In 2022, the prestigious award was made to Dr Alex O'Malley from the University of Bath, for his novel and influential applications of neutron spectroscopy in catalytic science.
Dr O'Malley was nominated for the award by ISIS scientist, Professor Stewart Parker, who has worked with Alex since 2015 – first as co-supervisor and later as collaborator. “Despite its great potential, quasielastic neutron scattering (QENS) has remained greatly underused in catalysis for almost two decades," Stewart remarked. “Through numerous research outputs combining molecular simulations with neutron techniques, Alex has led the re-emergence of QENS in the field of catalysis and furthered the dynamic catalysis research programme at ISIS."
Alex began using neutron techniques during his PhD under the supervision of Professor Sir Richard Catlow, while based at the UK Catalysis Hub and ISIS Neutron and Muon Source. During this time, he developed a research program publishing a number of articles exploring the dynamical behaviour of reactive species in microporous catalysts, with a focus on commercially relevant processes. After receiving his PhD from University College London in 2016, Dr O'Malley undertook a post-doc at Cardiff University, and was awarded the Ramsay Memorial Fellowship to investigate nanoscale molecular mobility in microporous materials for public health applications.
Alex now leads a research group as Whorrod Research Fellow at the University of Bath, with one of his students co-funded by ISIS' Facility Development studentship programme. In his research, Alex uses neutron methods, among other experimental and simulation techniques, to study molecular behaviour in porous materials for processes that range from industrial catalysis to emerging drug delivery and decontamination technologies.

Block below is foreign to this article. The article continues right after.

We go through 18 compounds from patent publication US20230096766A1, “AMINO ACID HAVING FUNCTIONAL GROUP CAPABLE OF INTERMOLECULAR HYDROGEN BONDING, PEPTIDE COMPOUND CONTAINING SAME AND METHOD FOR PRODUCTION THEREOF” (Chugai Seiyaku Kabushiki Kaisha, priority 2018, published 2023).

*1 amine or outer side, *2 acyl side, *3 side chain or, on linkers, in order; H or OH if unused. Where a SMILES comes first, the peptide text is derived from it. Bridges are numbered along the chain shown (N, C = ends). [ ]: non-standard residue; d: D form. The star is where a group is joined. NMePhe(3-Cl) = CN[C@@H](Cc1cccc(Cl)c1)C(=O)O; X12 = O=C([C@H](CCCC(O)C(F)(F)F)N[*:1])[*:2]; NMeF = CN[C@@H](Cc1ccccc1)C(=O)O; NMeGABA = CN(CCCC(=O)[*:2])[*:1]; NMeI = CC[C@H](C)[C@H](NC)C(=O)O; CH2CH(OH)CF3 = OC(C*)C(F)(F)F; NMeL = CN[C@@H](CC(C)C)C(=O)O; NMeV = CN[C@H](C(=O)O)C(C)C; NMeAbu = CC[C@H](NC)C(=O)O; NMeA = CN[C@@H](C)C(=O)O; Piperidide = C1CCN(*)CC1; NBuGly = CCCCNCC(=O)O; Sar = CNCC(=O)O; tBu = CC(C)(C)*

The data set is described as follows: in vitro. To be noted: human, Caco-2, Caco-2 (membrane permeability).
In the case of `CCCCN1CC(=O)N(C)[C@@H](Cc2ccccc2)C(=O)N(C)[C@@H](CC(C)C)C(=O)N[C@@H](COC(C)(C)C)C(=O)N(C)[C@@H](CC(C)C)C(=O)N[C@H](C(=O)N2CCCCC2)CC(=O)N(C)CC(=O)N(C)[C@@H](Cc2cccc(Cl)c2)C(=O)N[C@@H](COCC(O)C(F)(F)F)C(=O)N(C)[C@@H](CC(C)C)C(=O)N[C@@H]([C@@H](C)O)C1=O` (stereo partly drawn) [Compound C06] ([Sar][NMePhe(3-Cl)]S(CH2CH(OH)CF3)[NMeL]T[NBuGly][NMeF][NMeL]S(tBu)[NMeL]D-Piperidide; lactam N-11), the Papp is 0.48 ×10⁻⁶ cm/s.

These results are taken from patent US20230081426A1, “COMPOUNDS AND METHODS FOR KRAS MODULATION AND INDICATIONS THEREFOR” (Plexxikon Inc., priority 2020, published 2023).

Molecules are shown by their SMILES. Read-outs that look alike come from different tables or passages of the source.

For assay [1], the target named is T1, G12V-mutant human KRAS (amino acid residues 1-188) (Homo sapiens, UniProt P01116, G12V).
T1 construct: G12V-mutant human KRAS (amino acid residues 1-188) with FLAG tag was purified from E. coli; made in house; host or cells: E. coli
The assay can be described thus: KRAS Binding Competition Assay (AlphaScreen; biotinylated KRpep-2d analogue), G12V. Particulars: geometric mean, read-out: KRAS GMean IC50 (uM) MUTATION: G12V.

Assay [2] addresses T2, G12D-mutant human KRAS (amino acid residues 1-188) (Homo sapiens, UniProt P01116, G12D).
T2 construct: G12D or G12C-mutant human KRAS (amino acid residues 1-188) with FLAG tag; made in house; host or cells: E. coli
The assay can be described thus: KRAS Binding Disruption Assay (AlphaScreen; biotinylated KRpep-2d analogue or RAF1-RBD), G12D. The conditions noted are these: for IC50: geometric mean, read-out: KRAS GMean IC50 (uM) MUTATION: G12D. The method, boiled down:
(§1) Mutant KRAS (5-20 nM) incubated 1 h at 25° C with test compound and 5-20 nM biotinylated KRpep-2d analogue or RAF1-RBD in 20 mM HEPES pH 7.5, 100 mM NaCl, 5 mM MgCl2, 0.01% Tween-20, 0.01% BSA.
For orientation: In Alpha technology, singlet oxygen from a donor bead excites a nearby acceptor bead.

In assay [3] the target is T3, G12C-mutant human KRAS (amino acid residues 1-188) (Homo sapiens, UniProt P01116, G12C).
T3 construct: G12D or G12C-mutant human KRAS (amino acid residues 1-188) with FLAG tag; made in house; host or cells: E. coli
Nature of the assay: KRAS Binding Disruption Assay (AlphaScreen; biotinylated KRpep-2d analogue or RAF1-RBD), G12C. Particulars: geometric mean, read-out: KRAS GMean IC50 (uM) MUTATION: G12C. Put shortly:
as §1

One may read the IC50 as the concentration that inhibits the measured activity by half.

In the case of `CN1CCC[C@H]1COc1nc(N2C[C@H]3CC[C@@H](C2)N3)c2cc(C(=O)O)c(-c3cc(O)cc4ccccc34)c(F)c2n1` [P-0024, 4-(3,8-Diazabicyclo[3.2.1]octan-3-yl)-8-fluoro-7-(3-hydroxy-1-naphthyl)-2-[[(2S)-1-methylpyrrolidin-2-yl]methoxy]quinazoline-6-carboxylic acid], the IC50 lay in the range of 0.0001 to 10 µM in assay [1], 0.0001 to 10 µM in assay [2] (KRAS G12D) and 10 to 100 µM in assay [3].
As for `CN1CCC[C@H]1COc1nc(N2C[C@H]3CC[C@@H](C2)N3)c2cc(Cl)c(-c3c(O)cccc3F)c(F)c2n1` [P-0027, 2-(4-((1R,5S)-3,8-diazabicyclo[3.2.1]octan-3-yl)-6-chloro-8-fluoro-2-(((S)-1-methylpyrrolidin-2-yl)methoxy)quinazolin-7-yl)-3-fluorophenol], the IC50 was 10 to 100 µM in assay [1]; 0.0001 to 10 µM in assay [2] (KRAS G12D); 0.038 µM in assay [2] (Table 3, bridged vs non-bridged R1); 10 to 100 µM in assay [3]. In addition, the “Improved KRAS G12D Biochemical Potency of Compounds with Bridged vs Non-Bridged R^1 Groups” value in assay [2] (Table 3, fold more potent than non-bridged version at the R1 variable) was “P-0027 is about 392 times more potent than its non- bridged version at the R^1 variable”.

Throughout his research career, Alex has developed strong links with industry, including a long-standing collaboration with sustainable technologies company, Johnson Matthey (JM). JM scientist, Dr Andrew York, supported Alex's nomination. “I have worked closely with Dr O'Malley for over five years, since our initial meeting during his PhD inspired an important project based on neutron scattering in collaboration with Johnson Matthey. Dr O'Malley's use of neutrons to study molecular behaviour in porous catalysts is an exciting area of research, which we have found provides unique information, not obtainable using other techniques. For JM, this completely new research activity enabled us to gain greater insight into our emissions control catalysts, while also allowing us to evaluate new lines of research with neutron techniques. I am very proud of the quality of the research we have published together."
To date, Alex has published over 30 research papers, many of which involve neutron scattering techniques. Alex's excellent track record has led to several national awards, including the British Zeolite Association's Founders Award for the best PhD student in UK microporous science and, more recently, the prestigious UK Catalysis Hub Sir John Meurig Thomas Catalysis Medal, which recognised the significant, real-world impact of his work with neutrons.
The BTM Willis prize is named in honour of Prof. Terry Willis – founder of the UK Neutron Scattering Group, and the well-known for Harwell (later Oxford) School of Neutron Scattering. Since 2001, the IOP Neutron Scattering Group and the Faraday Division of the Royal Society of Chemistry have awarded the prize annually to an early career researcher in recognition of a single outstanding piece of work, or a longer-term coherent body of work, in the application of neutron scattering to a significant problem in physics, chemistry, materials science, earth science, the life sciences, or engineering, or alternatively in recognition of a major development in neutron scattering instrumentation or techniques. Commenting on Alex's nomination for the Willis prize, Professor Sir Richard Catlow, commented that Alex's “work is exactly the imaginative and novel use of neutron techniques that Terry Willis would have admired."
Dr O'Malley will deliver his Willis Prize lecture at UK Neutron & Muon Science and User Meeting (NMSUM) 2022, which will be held at the University of Warwick from 25 – 27 April 2022.